Das Problem mit Nordkorea

NEW YORK – Wären da nicht die Atomwaffen, würde sich kein Mensch groß um Nordkorea kümmern – ein kleines isoliertes Land mit 24 Millionen Einwohnern, das von einer grotesken, sich selbst als kommunistisch bezeichnenden Dynastie beherrscht wird.  Der gegenwärtige Führer des Landes, Kim Jong Un, 30-jähriger Enkel des Staatsgründers und „Großen Führers“, droht nun Seoul, die wohlhabende und pulsierende Hauptstadt Südkoreas in ein „Feuermeer“ zu verwandeln. Auch amerikanische Militärbasen in Asien und im Pazifik finden sich auf seiner Liste der Angriffsziele.

Kim weiß ganz genau, dass ein Krieg gegen die Vereinigten Staaten wahrscheinlich die Zerstörung Nordkoreas bedeuten würde, das eines der ärmsten Länder dieser Welt ist. Seiner Regierung gelingt es nicht einmal, das eigene Volk zu ernähren, das regelmäßig von Hungersnöten heimgesucht wird. In der Vorzeige-Hauptstadt Pjöngjang gibt es nicht einmal genug Strom, um die größten Hotels zu erleuchten. Die Drohung mit einem Angriff auf das mächtigste Land der Welt erscheint daher als eine Wahnsinnstat.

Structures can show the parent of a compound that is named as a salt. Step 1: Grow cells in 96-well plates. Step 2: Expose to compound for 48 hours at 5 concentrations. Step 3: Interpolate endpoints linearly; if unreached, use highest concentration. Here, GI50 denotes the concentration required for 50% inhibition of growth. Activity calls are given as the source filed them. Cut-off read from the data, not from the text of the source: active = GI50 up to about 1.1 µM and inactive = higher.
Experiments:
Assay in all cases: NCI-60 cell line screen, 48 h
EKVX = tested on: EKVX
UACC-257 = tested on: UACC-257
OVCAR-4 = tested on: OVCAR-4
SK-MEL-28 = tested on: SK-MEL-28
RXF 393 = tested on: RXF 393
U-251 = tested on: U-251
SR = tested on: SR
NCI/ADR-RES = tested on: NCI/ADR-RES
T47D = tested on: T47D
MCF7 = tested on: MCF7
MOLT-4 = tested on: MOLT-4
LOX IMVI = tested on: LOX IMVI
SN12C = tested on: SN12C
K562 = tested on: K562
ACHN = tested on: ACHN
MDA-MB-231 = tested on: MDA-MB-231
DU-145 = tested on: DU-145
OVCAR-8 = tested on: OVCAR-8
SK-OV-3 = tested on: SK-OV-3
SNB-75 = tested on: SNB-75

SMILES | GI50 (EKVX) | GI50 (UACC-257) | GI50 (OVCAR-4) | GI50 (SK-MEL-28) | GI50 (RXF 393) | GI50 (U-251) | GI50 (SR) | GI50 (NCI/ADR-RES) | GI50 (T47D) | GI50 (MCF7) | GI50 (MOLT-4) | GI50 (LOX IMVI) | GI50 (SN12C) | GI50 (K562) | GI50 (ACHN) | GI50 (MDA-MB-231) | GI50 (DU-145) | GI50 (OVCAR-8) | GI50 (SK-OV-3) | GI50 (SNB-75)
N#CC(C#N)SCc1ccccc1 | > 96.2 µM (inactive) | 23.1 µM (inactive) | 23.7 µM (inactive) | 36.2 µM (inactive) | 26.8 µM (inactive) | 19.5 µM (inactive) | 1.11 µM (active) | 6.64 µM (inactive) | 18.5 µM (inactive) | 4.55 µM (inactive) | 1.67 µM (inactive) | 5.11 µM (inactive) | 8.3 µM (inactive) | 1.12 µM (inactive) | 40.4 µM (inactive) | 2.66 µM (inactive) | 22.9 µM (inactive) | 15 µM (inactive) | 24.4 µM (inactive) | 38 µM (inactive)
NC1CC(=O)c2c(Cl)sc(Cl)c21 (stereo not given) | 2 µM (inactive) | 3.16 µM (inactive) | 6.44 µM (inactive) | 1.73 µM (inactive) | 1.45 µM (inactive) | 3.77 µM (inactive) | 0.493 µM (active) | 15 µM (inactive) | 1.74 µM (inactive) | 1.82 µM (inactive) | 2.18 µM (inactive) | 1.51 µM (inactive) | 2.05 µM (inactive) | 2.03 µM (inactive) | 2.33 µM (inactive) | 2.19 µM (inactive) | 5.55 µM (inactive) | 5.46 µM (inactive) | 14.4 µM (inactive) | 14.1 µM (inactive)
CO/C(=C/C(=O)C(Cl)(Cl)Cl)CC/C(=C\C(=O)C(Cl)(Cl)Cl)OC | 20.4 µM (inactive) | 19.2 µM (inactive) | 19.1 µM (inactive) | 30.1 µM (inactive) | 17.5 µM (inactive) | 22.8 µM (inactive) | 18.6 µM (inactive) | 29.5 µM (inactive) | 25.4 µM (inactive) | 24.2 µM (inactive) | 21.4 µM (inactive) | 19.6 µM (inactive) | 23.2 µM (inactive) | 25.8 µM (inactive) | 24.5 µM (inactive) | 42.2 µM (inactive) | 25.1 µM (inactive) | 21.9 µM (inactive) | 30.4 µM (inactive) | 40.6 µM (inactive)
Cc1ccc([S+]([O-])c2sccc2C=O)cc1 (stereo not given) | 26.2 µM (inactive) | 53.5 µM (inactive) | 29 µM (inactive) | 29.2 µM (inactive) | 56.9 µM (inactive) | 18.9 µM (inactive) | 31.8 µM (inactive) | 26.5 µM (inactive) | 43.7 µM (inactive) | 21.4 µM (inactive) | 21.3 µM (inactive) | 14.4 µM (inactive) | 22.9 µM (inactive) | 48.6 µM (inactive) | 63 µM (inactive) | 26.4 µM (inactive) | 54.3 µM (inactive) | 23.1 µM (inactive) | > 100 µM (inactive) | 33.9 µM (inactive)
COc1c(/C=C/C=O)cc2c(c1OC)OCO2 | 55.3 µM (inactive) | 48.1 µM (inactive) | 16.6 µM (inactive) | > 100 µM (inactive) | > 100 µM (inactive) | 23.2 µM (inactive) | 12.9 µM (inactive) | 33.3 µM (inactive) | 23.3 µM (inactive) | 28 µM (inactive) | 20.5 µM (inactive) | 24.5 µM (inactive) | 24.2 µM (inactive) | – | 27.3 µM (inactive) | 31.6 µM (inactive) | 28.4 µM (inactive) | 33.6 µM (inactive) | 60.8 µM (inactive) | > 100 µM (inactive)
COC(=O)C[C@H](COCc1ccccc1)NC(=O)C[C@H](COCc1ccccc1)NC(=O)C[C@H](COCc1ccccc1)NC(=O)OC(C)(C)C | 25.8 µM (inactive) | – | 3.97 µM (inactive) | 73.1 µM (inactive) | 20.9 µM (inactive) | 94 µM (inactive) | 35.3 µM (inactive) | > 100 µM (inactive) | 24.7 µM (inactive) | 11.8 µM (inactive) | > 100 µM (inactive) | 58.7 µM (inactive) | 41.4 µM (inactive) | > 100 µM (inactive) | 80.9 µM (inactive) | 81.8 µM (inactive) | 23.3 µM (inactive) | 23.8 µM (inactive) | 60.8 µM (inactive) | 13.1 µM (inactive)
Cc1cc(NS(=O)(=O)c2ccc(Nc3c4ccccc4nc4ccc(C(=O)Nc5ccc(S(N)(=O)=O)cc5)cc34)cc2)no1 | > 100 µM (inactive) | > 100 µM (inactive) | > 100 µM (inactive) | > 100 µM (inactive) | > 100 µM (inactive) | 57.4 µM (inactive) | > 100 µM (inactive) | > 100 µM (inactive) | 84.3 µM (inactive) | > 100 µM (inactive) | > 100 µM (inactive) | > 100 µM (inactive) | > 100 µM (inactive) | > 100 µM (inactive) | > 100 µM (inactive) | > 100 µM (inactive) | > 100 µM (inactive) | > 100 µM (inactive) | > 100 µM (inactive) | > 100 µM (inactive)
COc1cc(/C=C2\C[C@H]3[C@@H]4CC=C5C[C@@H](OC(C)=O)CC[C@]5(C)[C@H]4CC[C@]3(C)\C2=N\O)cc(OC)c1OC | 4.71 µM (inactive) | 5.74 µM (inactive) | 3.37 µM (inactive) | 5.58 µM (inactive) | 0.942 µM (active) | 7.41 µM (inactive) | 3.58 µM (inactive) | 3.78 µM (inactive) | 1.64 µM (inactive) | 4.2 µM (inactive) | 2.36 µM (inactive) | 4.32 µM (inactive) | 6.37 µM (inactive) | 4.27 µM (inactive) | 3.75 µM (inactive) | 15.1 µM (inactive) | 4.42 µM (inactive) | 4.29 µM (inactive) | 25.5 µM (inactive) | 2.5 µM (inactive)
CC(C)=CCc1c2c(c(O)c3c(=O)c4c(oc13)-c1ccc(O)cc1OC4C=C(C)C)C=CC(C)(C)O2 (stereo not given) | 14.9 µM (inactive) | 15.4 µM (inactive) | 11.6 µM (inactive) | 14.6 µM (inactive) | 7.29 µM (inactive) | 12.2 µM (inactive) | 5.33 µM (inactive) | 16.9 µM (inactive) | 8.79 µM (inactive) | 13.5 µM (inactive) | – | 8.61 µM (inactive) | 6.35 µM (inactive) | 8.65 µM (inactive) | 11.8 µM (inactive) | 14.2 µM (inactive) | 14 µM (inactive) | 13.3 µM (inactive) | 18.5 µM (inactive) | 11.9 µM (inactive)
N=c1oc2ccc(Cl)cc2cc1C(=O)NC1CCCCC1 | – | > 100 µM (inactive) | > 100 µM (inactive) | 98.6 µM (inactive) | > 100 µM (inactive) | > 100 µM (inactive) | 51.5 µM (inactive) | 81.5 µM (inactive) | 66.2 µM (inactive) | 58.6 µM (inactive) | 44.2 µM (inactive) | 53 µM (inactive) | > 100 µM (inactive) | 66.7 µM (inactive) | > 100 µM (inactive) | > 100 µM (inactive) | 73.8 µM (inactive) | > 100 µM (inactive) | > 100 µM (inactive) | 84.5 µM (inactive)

Doch die Annahme Kim Jong Un und seine Militärberater seien Wahnsinnige, ist weder zweckdienlich noch plausibel. Natürlich ist das politische System Nordkoreas derangiert. Die Tyrannei der Familie Kim beruht auf einer Mixtur aus ideologischem Fanatismus, bösartiger Realpolitik und Paranoia. Doch diese tödliche Mischung hat eine Geschichte, die es zu erklären gilt.

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